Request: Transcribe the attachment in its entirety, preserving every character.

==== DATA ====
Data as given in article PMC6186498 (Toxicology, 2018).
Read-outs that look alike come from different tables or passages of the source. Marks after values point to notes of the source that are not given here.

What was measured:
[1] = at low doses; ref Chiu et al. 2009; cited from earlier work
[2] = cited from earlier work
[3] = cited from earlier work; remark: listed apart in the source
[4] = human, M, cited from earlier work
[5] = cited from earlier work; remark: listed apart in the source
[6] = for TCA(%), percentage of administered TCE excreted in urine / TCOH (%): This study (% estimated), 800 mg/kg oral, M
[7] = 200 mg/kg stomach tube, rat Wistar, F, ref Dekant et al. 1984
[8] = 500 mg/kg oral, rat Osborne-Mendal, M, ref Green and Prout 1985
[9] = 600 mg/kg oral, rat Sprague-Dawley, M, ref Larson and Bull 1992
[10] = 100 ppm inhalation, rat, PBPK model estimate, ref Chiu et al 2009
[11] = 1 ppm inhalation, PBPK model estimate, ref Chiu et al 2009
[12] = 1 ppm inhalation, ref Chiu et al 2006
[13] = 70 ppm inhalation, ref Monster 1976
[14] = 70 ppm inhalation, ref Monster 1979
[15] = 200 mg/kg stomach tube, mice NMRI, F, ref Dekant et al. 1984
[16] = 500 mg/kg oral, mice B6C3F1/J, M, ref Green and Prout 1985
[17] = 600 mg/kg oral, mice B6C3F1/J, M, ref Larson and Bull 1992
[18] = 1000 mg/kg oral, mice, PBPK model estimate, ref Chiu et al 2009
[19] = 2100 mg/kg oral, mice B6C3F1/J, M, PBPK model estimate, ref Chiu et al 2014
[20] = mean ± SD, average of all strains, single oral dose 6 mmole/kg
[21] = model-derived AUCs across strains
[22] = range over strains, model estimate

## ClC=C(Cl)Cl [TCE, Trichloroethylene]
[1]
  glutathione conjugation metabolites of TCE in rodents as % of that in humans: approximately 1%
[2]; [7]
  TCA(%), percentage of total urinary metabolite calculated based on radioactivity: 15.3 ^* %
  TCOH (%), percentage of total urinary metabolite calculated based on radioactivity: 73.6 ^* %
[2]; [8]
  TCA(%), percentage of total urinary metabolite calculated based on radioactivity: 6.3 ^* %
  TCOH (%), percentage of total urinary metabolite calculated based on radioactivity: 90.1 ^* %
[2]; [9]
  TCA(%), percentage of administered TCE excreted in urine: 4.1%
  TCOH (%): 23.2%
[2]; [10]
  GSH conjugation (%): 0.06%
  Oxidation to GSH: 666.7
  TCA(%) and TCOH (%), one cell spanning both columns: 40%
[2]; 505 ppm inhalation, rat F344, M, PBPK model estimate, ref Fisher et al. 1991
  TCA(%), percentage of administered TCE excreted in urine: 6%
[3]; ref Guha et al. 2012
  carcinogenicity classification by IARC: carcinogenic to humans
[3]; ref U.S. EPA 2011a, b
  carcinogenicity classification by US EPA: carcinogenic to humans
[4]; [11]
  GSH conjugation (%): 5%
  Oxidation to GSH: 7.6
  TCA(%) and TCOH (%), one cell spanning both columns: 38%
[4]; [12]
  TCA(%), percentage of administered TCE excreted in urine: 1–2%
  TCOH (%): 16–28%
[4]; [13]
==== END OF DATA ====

Data as given in article PMC6186498 (Toxicology, 2018).
Read-outs that look alike come from different tables or passages of the source. Marks after values point to notes of the source that are not given here.

What was measured:
[1] = at low doses; ref Chiu et al. 2009; cited from earlier work
[2] = cited from earlier work
[3] = cited from earlier work; remark: listed apart in the source
[4] = human, M, cited from earlier work
[5] = cited from earlier work; remark: listed apart in the source
[6] = for TCA(%), percentage of administered TCE excreted in urine / TCOH (%): This study (% estimated), 800 mg/kg oral, M
[7] = 200 mg/kg stomach tube, rat Wistar, F, ref Dekant et al. 1984
[8] = 500 mg/kg oral, rat Osborne-Mendal, M, ref Green and Prout 1985
[9] = 600 mg/kg oral, rat Sprague-Dawley, M, ref Larson and Bull 1992
[10] = 100 ppm inhalation, rat, PBPK model estimate, ref Chiu et al 2009
[11] = 1 ppm inhalation, PBPK model estimate, ref Chiu et al 2009
[12] = 1 ppm inhalation, ref Chiu et al 2006
[13] = 70 ppm inhalation, ref Monster 1976
[14] = 70 ppm inhalation, ref Monster 1979
[15] = 200 mg/kg stomach tube, mice NMRI, F, ref Dekant et al. 1984
[16] = 500 mg/kg oral, mice B6C3F1/J, M, ref Green and Prout 1985
[17] = 600 mg/kg oral, mice B6C3F1/J, M, ref Larson and Bull 1992
[18] = 1000 mg/kg oral, mice, PBPK model estimate, ref Chiu et al 2009
[19] = 2100 mg/kg oral, mice B6C3F1/J, M, PBPK model estimate, ref Chiu et al 2014
[20] = mean ± SD, average of all strains, single oral dose 6 mmole/kg
[21] = model-derived AUCs across strains
[22] = range over strains, model estimate

## ClC=C(Cl)Cl [TCE, Trichloroethylene]
[1]
  glutathione conjugation metabolites of TCE in rodents as % of that in humans: approximately 1%
[2]; [7]
  TCA(%), percentage of total urinary metabolite calculated based on radioactivity: 15.3 ^* %
  TCOH (%), percentage of total urinary metabolite calculated based on radioactivity: 73.6 ^* %
[2]; [8]
  TCA(%), percentage of total urinary metabolite calculated based on radioactivity: 6.3 ^* %
  TCOH (%), percentage of total urinary metabolite calculated based on radioactivity: 90.1 ^* %
[2]; [9]
  TCA(%), percentage of administered TCE excreted in urine: 4.1%
  TCOH (%): 23.2%
[2]; [10]
  GSH conjugation (%): 0.06%
  Oxidation to GSH: 666.7
  TCA(%) and TCOH (%), one cell spanning both columns: 40%
[2]; 505 ppm inhalation, rat F344, M, PBPK model estimate, ref Fisher et al. 1991
  TCA(%), percentage of administered TCE excreted in urine: 6%
[3]; ref Guha et al. 2012
  carcinogenicity classification by IARC: carcinogenic to humans
[3]; ref U.S. EPA 2011a, b
  carcinogenicity classification by US EPA: carcinogenic to humans
[4]; [11]
  GSH conjugation (%): 5%
  Oxidation to GSH: 7.6
  TCA(%) and TCOH (%), one cell spanning both columns: 38%
[4]; [12]
  TCA(%), percentage of administered TCE excreted in urine: 1–2%
  TCOH (%): 16–28%
[4]; [13]